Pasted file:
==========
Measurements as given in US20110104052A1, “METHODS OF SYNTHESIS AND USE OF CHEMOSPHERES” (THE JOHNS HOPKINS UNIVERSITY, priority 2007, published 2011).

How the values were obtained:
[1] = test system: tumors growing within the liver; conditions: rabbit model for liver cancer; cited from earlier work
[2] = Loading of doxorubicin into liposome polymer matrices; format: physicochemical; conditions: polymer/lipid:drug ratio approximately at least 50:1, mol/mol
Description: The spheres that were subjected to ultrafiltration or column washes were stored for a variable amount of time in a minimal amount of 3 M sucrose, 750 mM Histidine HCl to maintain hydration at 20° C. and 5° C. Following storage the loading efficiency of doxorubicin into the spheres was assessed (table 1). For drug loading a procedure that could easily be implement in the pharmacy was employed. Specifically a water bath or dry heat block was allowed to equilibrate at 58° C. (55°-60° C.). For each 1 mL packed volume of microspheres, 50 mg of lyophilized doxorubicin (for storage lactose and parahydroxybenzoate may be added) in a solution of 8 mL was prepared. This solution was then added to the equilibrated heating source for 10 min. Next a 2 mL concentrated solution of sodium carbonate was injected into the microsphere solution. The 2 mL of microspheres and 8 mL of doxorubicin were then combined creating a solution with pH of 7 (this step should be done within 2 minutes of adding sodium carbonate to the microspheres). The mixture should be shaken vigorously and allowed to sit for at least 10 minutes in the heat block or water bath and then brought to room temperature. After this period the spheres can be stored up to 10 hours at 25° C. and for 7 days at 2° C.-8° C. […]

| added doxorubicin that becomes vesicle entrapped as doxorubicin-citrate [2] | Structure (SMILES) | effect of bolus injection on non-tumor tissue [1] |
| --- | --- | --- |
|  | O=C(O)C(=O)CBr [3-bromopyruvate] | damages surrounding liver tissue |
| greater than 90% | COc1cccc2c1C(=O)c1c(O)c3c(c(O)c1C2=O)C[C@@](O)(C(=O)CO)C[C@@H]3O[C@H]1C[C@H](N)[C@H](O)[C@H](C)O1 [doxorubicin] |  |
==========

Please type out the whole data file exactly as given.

Measurements as given in US20110104052A1, “METHODS OF SYNTHESIS AND USE OF CHEMOSPHERES” (THE JOHNS HOPKINS UNIVERSITY, priority 2007, published 2011).

How the values were obtained:
[1] = test system: tumors growing within the liver; conditions: rabbit model for liver cancer; cited from earlier work
[2] = Loading of doxorubicin into liposome polymer matrices; format: physicochemical; conditions: polymer/lipid:drug ratio approximately at least 50:1, mol/mol
Description: The spheres that were subjected to ultrafiltration or column washes were stored for a variable amount of time in a minimal amount of 3 M sucrose, 750 mM Histidine HCl to maintain hydration at 20° C. and 5° C. Following storage the loading efficiency of doxorubicin into the spheres was assessed (table 1). For drug loading a procedure that could easily be implement in the pharmacy was employed. Specifically a water bath or dry heat block was allowed to equilibrate at 58° C. (55°-60° C.). For each 1 mL packed volume of microspheres, 50 mg of lyophilized doxorubicin (for storage lactose and parahydroxybenzoate may be added) in a solution of 8 mL was prepared. This solution was then added to the equilibrated heating source for 10 min. Next a 2 mL concentrated solution of sodium carbonate was injected into the microsphere solution. The 2 mL of microspheres and 8 mL of doxorubicin were then combined creating a solution with pH of 7 (this step should be done within 2 minutes of adding sodium carbonate to the microspheres). The mixture should be shaken vigorously and allowed to sit for at least 10 minutes in the heat block or water bath and then brought to room temperature. After this period the spheres can be stored up to 10 hours at 25° C. and for 7 days at 2° C.-8° C. […]

| added doxorubicin that becomes vesicle entrapped as doxorubicin-citrate [2] | Structure (SMILES) | effect of bolus injection on non-tumor tissue [1] |
| --- | --- | --- |
|  | O=C(O)C(=O)CBr [3-bromopyruvate] | damages surrounding liver tissue |
| greater than 90% | COc1cccc2c1C(=O)c1c(O)c3c(c(O)c1C2=O)C[C@@](O)(C(=O)CO)C[C@@H]3O[C@H]1C[C@H](N)[C@H](O)[C@H](C)O1 [doxorubicin] |  |